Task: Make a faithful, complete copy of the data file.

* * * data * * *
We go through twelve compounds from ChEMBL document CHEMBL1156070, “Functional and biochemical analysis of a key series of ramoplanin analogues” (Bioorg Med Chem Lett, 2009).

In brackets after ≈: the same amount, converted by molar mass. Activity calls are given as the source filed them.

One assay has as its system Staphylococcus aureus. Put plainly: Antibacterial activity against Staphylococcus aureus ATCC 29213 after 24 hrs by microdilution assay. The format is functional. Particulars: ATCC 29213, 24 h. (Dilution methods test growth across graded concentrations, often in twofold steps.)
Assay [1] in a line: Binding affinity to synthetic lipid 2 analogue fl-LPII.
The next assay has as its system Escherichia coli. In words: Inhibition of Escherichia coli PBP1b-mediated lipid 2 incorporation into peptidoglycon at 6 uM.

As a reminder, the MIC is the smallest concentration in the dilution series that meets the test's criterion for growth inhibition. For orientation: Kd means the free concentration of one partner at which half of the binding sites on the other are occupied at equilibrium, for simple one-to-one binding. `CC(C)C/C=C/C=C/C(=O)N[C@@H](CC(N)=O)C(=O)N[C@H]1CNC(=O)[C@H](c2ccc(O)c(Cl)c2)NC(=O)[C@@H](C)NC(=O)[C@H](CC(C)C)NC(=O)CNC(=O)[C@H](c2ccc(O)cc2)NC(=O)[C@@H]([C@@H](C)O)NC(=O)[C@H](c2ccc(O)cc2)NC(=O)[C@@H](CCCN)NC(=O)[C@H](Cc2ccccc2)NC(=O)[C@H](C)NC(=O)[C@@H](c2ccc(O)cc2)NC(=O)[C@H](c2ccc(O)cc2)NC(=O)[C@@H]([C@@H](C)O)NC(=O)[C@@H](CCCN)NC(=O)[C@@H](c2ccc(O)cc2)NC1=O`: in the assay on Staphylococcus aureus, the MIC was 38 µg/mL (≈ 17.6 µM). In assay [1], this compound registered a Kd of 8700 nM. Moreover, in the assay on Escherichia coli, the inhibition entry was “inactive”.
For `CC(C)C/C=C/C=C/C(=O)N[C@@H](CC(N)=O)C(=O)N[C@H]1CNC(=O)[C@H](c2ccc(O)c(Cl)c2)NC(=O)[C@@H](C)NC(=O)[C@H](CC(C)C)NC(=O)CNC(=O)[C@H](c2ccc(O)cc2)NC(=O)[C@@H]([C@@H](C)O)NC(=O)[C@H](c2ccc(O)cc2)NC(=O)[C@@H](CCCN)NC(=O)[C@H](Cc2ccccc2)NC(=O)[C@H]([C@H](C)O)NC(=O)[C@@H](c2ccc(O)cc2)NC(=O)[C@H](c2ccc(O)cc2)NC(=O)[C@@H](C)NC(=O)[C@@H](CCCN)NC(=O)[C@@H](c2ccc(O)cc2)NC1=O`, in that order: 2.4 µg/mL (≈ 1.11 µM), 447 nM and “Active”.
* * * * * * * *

We go through twelve compounds from ChEMBL document CHEMBL1156070, “Functional and biochemical analysis of a key series of ramoplanin analogues” (Bioorg Med Chem Lett, 2009).

In brackets after ≈: the same amount, converted by molar mass. Activity calls are given as the source filed them.

One assay has as its system Staphylococcus aureus. Put plainly: Antibacterial activity against Staphylococcus aureus ATCC 29213 after 24 hrs by microdilution assay. The format is functional. Particulars: ATCC 29213, 24 h. (Dilution methods test growth across graded concentrations, often in twofold steps.)
Assay [1] in a line: Binding affinity to synthetic lipid 2 analogue fl-LPII.
The next assay has as its system Escherichia coli. In words: Inhibition of Escherichia coli PBP1b-mediated lipid 2 incorporation into peptidoglycon at 6 uM.

As a reminder, the MIC is the smallest concentration in the dilution series that meets the test's criterion for growth inhibition. For orientation: Kd means the free concentration of one partner at which half of the binding sites on the other are occupied at equilibrium, for simple one-to-one binding. `CC(C)C/C=C/C=C/C(=O)N[C@@H](CC(N)=O)C(=O)N[C@H]1CNC(=O)[C@H](c2ccc(O)c(Cl)c2)NC(=O)[C@@H](C)NC(=O)[C@H](CC(C)C)NC(=O)CNC(=O)[C@H](c2ccc(O)cc2)NC(=O)[C@@H]([C@@H](C)O)NC(=O)[C@H](c2ccc(O)cc2)NC(=O)[C@@H](CCCN)NC(=O)[C@H](Cc2ccccc2)NC(=O)[C@H](C)NC(=O)[C@@H](c2ccc(O)cc2)NC(=O)[C@H](c2ccc(O)cc2)NC(=O)[C@@H]([C@@H](C)O)NC(=O)[C@@H](CCCN)NC(=O)[C@@H](c2ccc(O)cc2)NC1=O`: in the assay on Staphylococcus aureus, the MIC was 38 µg/mL (≈ 17.6 µM). In assay [1], this compound registered a Kd of 8700 nM. Moreover, in the assay on Escherichia coli, the inhibition entry was “inactive”.
For `CC(C)C/C=C/C=C/C(=O)N[C@@H](CC(N)=O)C(=O)N[C@H]1CNC(=O)[C@H](c2ccc(O)c(Cl)c2)NC(=O)[C@@H](C)NC(=O)[C@H](CC(C)C)NC(=O)CNC(=O)[C@H](c2ccc(O)cc2)NC(=O)[C@@H]([C@@H](C)O)NC(=O)[C@H](c2ccc(O)cc2)NC(=O)[C@@H](CCCN)NC(=O)[C@H](Cc2ccccc2)NC(=O)[C@H]([C@H](C)O)NC(=O)[C@@H](c2ccc(O)cc2)NC(=O)[C@H](c2ccc(O)cc2)NC(=O)[C@@H](C)NC(=O)[C@@H](CCCN)NC(=O)[C@@H](c2ccc(O)cc2)NC1=O`, in that order: 2.4 µg/mL (≈ 1.11 µM), 447 nM and “Active”.